This resulted in the Statute of Autonomy of 1936, soon frustrated by Franco's coup d'etat and subsequent long dictatorship.
During the Middle Ages, the kingdom of Galicia was occasionally ruled by its own kings, but most of the time it was leagued to the kingdom of Leon and later to that of Castile, while maintaining its own legal and customary practices and culture.
From the 13th century on, the kings of Castile, as kings of Galicia, appointed an Adiantado-mór, whose attributions passed to the Governor and Captain General of the Kingdom of Galiza from the last years of the 15th century.
The climate of Galicia is usually temperate and rainy, with markedly drier summers; it is usually classified as Oceanic.
Its topographic and climatic conditions have made animal husbandry and farming the primary source of Galicia's wealth for most of its history, allowing for a relative high density of population.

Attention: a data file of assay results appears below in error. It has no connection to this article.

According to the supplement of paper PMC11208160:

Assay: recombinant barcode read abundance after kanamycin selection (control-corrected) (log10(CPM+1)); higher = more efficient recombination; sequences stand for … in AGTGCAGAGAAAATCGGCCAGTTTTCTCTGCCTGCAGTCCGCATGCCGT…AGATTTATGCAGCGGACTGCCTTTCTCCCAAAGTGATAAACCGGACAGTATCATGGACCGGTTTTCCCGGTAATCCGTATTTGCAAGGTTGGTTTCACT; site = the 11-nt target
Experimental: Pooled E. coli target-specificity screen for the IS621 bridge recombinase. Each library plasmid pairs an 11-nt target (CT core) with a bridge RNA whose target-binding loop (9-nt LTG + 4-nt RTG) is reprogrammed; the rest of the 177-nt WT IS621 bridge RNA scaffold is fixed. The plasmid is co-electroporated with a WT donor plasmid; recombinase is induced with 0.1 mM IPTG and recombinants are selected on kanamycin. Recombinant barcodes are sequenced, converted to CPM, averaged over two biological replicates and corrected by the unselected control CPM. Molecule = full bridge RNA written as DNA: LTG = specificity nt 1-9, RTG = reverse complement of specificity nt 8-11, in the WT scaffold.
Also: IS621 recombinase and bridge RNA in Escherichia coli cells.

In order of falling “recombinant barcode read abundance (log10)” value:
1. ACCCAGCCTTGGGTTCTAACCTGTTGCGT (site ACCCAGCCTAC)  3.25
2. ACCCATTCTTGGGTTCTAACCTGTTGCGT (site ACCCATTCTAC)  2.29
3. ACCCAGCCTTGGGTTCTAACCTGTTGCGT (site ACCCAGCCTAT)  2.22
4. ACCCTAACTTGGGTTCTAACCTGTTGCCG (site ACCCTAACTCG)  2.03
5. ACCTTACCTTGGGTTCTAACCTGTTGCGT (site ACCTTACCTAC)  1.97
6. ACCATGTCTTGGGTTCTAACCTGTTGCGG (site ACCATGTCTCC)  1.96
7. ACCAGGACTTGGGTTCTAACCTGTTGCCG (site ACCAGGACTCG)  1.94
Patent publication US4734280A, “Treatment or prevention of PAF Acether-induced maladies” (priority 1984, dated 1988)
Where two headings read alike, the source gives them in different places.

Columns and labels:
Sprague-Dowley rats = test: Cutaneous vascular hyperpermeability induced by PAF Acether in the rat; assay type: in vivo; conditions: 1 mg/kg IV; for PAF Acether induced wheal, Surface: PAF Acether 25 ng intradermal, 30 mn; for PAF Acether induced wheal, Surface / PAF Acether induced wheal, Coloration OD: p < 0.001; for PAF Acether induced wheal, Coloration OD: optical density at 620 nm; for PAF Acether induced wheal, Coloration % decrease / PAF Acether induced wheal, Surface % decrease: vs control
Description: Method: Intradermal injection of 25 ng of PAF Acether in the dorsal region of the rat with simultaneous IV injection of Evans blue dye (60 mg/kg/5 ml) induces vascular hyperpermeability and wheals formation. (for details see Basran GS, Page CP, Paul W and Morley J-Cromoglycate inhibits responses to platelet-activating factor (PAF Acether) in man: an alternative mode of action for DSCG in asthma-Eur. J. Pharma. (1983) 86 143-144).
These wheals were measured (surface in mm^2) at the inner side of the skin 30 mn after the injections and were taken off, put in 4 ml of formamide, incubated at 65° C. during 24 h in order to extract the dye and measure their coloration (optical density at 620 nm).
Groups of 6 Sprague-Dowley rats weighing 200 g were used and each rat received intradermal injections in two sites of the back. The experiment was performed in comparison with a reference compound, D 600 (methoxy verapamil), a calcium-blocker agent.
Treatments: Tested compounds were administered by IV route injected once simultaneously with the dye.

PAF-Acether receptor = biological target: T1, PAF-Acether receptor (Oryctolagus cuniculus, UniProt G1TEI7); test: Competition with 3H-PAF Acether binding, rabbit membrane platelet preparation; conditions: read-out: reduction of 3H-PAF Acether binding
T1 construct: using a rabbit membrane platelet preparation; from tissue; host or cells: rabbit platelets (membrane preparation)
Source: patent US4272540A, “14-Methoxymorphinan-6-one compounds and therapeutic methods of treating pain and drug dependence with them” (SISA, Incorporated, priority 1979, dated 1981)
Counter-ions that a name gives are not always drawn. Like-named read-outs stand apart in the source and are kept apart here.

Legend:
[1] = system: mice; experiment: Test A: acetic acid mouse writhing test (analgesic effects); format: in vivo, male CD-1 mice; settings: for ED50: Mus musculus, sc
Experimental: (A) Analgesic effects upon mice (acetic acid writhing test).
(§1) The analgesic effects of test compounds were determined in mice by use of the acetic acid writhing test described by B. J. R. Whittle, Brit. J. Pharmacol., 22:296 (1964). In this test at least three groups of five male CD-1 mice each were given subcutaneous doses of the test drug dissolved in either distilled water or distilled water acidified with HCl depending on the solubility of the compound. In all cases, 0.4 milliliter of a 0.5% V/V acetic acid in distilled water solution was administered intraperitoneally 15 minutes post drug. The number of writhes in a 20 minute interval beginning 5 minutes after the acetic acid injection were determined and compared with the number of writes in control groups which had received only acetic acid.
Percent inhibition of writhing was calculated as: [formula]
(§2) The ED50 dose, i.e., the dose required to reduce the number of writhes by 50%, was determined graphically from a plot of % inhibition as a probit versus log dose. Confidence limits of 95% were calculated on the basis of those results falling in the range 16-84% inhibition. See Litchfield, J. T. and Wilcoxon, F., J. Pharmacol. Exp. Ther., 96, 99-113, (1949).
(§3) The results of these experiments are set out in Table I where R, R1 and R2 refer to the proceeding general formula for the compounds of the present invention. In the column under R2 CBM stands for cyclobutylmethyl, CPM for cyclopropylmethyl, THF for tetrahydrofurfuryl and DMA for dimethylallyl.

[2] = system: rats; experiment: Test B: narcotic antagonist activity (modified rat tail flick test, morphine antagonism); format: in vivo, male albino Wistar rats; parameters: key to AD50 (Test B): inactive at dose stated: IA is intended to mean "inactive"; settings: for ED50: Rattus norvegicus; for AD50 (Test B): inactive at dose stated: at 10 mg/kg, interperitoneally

Located in the northwest of the Iberian Peninsula, it comprises the provinces of A Coruña, Lugo, Ourense and Pontevedra, being bordered by Portugal to the south, the Spanish autonomous communities of Castile and León and Asturias to the east, the Atlantic Ocean to the west, and the Cantabrian Sea to the north.
It had a population of 2,718,525 in 2016 including its offshore islands and islets, among them Cíes Islands, Ons, Sálvora, Cortegada, and—the largest and most populated—A Illa de Arousa.
Thousands of Megalithic tumuli are distributed throughout the country, but mostly along the coastal areas.
Within each tumulus is a stone burial chamber known locally as anta (dolmen), frequently preceded by a corridor.
In the 13th century, with the written emergence of the Galician language, Galiza became the most usual written form of the name of the country, being replaced during the 15th and 16th centuries by the current form, Galicia.
This coincides with the spelling of the Castilian Spanish name.
The historical denomination Galiza became popular again during the end of the 19th and the first three-quarters of the 20th century, and is still used with some frequency today.